For many consumers, one of the biggest repository of assets is the retirement account. Even if you have a house (which is also a large asset), the 401k might be a little more accessible. When you get a 401k loan, you access relatively liquid funds, and this type of loan allows you to pay interest to yourself.
Advantages of a 401k Loan
Normally, when you withdraw money from your 401k early (before age 59 1/2), you have to pay a 10% penalty to the IRS. On top of that, the amount that you withdraw is considered income, and you are taxed accordingly. But if you take the money out as part of a loan, it’s a different story.
Instead of finding yourself paying penalties and taxes, a 401k loan can help you get the money without extra costs beyond those that are normal for any loan. You usually have to pay an origination fee, and you will have to pay interest. The good news about the interest is that you pay it to yourself. While the origination fee goes to someone else, the interest that you pay goes back into your account when you make your payments.
It’s possible to arrange to have your repayment made through automatic means from your paycheck, which can also be a big help. You usually have five years (although terms vary) to repay your 401k loan.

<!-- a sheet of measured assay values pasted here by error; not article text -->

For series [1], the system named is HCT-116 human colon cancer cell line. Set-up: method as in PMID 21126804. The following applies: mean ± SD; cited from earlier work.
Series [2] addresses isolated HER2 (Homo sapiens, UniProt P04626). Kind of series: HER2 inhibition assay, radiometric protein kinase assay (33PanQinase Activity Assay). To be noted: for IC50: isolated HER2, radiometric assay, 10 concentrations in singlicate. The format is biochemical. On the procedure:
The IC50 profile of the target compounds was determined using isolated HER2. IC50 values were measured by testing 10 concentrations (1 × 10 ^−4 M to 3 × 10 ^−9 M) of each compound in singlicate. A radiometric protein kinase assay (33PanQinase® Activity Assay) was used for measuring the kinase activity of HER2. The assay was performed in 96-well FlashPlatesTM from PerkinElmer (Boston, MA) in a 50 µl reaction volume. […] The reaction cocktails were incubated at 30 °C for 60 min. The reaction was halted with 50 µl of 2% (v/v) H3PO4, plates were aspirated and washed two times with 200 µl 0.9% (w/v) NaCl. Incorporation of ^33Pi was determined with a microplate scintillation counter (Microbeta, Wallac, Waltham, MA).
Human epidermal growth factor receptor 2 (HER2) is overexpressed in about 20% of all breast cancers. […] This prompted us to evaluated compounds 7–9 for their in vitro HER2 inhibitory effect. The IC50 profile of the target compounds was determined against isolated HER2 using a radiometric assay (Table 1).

Downsides to Borrowing from Your 401k
Of course, even though borrowing from your 401k has points in its favor, there are also downsides. First of all, if you don’t repay your loan in the required time period, it’s considered an early withdrawal, and taxes and penalties apply. Another thing to be aware of is the fact that if you quit your job, or if you are laid off, your 401k loan becomes due — no matter what the original repayment terms were. You usually have between 30 and 90 days to pay back the entire amount or it is seen as a withdrawal that results in taxes and penalties.
Another problem with borrowing from any retirement account is the issue of lost opportunity. Once you take that money out of your account, the capital is no longer there earning interest on your behalf. This means that you miss out on the time that your money could have been working for you. Even if each of your payments on the loan results in interest paid back into the account, you still miss out on the time that your money wasn’t in your account, earning interest. There is no way to replace that time.
In fact, it’s often best to avoid using a 401k loan unless you have no other choice. Too many things can crop up to prevent you repaying what you owe. Additionally, you could find yourself missing out on opportunities to grow your wealth. Essentially, taking a 401k loan now means trading the future for today. Unless you are really in a bind, it just doesn’t make sense to borrow from your retirement account. If at all possible, keep that money where it belongs — building wealth for your future.
Tom Drake writes for Financial Highway and MapleMoney. Whenever he’s not working on his online endeavors, he’s either doing his “real job” as a financial analyst or spending time with his two boys.